Temporary Worker Programs: A Patchwork Policy Response
This report explores the complex issues surrounding temporary worker programs by looking at the ways in which the United States has responded to domestic labor shortages from the 1940s through the present. It examines the intent and structure of various temporary worker programs—including the U.S.-Mexico Bracero program from 1942 to 1964, the British West Indies program from 1943 to 1947, and modern-day nonimmigrant employment-based visa categories—and raises salient policy questions that result from the analysis.
The report’s analysis of both historical and existing temporary worker programs highlights dramatic variations between programs with regard to the duration of temporary workers’ stay, numerical allowances for admission, and eligibility for permanent admission. The author argues that the current system—a complex patchwork crafted in response to specific needs and exceptions—sends mixed messages to workers and employers about the intentions of temporary work programs. The significant number of temporary workers who adjust to permanent resident status may also indicate that the temporary worker system is not truly temporary; rather, it may be a transition to permanent immigration for many workers, and a way for employers to adapt to the failures of the permanent immigration system and gain immediate access to these workers.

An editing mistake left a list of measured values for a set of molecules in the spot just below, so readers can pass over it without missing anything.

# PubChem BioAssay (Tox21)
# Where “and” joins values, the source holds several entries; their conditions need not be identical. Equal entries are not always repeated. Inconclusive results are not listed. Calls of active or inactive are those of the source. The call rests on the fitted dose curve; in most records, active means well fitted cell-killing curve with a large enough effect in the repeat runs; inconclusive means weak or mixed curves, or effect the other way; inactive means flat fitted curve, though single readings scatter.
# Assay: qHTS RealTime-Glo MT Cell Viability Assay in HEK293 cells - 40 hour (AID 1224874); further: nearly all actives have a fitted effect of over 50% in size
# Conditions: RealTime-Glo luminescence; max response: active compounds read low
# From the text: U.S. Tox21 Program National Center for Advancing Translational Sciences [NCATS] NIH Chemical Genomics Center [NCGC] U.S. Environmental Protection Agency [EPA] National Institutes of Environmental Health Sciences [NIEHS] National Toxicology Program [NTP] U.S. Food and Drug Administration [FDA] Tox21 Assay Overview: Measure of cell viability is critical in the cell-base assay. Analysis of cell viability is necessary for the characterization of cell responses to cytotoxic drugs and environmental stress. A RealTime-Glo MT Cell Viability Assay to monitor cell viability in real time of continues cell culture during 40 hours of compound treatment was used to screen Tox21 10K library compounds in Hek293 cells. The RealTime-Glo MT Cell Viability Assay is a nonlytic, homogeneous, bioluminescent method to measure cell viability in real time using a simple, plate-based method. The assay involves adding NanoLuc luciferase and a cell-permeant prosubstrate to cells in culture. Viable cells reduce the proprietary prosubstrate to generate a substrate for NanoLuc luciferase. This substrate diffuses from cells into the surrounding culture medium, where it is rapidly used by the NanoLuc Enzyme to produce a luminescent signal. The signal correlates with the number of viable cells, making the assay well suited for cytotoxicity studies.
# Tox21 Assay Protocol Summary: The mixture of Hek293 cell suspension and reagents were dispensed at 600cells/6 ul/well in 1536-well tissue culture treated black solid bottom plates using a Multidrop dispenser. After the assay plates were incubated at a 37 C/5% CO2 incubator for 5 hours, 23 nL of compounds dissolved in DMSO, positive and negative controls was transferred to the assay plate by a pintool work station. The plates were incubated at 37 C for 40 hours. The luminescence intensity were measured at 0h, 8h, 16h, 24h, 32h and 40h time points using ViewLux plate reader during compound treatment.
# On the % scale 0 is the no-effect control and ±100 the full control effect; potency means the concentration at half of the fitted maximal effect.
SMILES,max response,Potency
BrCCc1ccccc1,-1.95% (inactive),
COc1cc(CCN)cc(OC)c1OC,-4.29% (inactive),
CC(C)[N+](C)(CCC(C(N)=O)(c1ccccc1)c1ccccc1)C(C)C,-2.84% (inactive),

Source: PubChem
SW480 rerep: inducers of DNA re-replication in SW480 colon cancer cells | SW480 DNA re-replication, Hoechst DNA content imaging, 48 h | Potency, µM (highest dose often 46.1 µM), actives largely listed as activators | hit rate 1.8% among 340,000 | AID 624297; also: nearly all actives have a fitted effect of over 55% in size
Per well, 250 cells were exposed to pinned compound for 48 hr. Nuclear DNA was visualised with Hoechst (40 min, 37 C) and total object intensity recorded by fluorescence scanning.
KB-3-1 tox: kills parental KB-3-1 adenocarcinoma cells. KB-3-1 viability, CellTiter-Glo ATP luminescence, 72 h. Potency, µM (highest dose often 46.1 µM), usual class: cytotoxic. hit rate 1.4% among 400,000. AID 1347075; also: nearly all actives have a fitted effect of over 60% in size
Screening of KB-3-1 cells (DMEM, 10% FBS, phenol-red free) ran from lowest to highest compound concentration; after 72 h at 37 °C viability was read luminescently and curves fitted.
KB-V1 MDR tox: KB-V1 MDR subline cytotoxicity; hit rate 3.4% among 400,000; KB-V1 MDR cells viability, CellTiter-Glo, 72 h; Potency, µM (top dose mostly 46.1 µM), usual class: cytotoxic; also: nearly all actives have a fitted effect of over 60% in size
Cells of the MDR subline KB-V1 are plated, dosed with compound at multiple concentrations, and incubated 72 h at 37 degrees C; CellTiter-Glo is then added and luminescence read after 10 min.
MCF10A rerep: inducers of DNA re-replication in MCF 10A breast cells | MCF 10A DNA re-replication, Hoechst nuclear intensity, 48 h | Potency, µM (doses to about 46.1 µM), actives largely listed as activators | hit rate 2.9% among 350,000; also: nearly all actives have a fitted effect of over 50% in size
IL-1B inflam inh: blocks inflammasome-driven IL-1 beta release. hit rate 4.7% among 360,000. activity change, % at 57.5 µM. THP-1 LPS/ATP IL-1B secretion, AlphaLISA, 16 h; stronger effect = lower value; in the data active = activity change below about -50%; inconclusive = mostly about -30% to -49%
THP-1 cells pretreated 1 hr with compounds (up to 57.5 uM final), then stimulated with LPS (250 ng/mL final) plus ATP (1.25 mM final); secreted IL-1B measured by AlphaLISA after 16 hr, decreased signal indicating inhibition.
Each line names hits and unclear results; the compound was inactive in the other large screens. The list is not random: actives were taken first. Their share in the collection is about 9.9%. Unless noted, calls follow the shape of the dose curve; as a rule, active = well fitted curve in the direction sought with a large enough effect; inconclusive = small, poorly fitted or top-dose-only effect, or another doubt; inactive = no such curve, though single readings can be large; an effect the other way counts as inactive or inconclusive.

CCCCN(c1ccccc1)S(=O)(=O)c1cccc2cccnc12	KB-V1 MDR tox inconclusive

The author stresses the importance of properly understanding this relationship between permanent and temporary admissions, and urges policymakers to consider whether the goals of the temporary worker program writ large need to be revisited and clarified. Additional recommendations include determining data needs for further analysis, addressing administrative challenges to effective implementation, and using lessons from past experiences to better inform policy decisions.